Featuring stewing hens, this pauper's chicken stew both is economical and healthy – and delicious! Knowing that I'm a sucker for a local meat, the local farm from whom we buy natural chickens gives me a call when they're processing older – but of course, healthy – birds. As long as I stew these birds long and low, they turn out tender and delicious. Really, a good deal, no matter how you look at it! So, if you think you can't afford the higher price of local meat, consider asking around for stewing hens.
- 1 local, natural stewing hen
- 1/4 cup raw apple cider vinegar
- 1/2 gallon to 1 gallon pure water, or to cover
- 2 inches of fresh ginger root
- few tablespoons of unrefined coconut oil
- 1 onion, diced
- 3 cloves garlic
- a dozen small red potatoes, scrubbed and halved (or quartered if medium size)
- sea salt and pepper to taste
- cumin to taste (I use about 1-1/2 tablespoons in 6 quarts of soup)
- turmeric to taste (I use 2 to 3 teaspoons in 6 quarts of soup)
Rinse the stewing hen and put it in a 9 quart or larger pot. Add the neck or any other parts, to impart additional flavor and nutrition to the broth. Add the apple cider vinegar, and then water to cover the chicken and fill at least three-quarters of the pot. Bring to a boil, then turn down to a simmer. Cover and let simmer for three to four hours, to tenderize the chicken and create a great broth. The chicken is done when the legs are falling off the carcass and the meat is tender.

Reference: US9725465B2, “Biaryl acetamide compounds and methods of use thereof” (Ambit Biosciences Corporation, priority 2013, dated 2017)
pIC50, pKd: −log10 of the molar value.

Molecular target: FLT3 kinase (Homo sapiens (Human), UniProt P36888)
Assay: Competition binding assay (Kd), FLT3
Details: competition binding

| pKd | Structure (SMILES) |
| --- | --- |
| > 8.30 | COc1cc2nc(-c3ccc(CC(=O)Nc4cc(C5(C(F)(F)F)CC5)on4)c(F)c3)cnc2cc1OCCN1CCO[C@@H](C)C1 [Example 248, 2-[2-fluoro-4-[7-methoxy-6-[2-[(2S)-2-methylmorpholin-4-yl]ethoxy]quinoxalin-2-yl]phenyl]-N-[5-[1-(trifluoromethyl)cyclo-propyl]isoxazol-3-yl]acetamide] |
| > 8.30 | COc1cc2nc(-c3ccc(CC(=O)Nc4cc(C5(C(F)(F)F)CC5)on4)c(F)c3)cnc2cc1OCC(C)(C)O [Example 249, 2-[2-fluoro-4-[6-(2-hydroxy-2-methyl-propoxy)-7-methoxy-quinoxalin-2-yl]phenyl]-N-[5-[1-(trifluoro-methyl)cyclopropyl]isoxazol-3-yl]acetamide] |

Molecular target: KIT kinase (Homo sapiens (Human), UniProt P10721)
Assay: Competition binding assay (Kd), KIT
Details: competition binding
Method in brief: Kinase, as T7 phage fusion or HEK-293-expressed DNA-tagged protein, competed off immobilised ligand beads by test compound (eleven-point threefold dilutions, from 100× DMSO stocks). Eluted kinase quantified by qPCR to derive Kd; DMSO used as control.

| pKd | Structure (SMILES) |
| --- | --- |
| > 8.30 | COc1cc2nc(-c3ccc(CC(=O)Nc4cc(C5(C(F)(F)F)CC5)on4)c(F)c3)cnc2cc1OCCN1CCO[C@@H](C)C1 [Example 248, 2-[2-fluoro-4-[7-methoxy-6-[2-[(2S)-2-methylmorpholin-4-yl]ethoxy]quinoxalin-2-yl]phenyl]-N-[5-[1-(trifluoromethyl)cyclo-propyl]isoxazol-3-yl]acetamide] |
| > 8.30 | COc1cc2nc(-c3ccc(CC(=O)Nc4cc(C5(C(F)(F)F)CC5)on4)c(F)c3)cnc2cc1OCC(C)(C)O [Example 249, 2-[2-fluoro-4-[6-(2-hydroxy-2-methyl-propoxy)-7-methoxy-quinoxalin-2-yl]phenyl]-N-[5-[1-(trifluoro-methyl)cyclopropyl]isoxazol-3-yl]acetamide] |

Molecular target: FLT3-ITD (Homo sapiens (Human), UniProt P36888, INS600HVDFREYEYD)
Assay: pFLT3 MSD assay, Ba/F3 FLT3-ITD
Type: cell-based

Turn the heat down to low. Remove the chicken to a bowl. Let it cool off for about 15 minutes to a half hour. Remove the ginger and any chicken other parts. Discard the ginger, but keep the chicken parts to make more stock with the chicken bones. Cover the pot.
While the chicken is cooling, saute the onions and garlic in the coconut oil, until softened. Add to the pot of broth, along with potatoes, salt, pepper, cumin, and turmeric. Raise heat and allow the soup to come to a simmer again. Cover while simmering, as the potatoes and onions cook fully.
Meanwhile, separate the chicken meat from the bones. Chop the meat to make bite-sized pieces, then add them to the soup, too, to simmer and absorb flavors while the potatoes cook. Keep the bones to make stock later.
The soup is done when the potatoes are tender, which is usually about twenty minutes to a half hour after adding them. Adjust seasonings as necessary – serve and enjoy!
© Copyright 2009 by Wardee Harmon
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